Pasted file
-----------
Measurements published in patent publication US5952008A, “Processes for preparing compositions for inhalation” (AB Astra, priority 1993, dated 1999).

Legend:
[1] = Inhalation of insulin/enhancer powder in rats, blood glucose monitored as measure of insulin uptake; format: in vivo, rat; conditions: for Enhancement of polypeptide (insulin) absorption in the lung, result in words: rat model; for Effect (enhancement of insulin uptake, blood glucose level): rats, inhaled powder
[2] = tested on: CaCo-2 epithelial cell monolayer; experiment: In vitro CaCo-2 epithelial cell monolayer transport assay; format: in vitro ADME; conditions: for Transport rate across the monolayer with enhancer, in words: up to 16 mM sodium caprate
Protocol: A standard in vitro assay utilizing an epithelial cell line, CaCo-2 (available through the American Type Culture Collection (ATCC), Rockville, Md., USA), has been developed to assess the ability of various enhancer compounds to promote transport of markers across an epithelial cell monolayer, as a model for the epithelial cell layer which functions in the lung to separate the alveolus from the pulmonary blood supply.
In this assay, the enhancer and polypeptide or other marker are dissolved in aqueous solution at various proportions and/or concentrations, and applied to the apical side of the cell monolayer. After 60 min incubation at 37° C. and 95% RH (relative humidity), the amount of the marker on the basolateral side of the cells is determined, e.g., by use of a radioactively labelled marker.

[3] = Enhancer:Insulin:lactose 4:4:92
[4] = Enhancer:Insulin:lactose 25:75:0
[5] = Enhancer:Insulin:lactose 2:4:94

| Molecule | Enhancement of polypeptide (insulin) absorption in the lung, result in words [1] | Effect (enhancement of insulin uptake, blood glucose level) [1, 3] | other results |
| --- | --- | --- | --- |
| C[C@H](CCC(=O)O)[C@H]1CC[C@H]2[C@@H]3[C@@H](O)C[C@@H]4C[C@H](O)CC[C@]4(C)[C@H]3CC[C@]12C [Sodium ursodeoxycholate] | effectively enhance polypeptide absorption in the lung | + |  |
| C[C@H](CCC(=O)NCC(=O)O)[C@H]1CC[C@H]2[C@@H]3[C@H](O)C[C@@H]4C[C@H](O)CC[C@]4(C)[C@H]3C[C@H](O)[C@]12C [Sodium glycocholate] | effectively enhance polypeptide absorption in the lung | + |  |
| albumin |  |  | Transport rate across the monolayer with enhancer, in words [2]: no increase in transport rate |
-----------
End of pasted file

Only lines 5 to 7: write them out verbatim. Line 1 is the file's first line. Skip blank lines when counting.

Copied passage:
Protocol: A standard in vitro assay utilizing an epithelial cell line, CaCo-2 (available through the American Type Culture Collection (ATCC), Rockville, Md., USA), has been developed to assess the ability of various enhancer compounds to promote transport of markers across an epithelial cell monolayer, as a model for the epithelial cell layer which functions in the lung to separate the alveolus from the pulmonary blood supply.
In this assay, the enhancer and polypeptide or other marker are dissolved in aqueous solution at various proportions and/or concentrations, and applied to the apical side of the cell monolayer. After 60 min incubation at 37° C. and 95% RH (relative humidity), the amount of the marker on the basolateral side of the cells is determined, e.g., by use of a radioactively labelled marker.

[3] = Enhancer:Insulin:lactose 4:4:92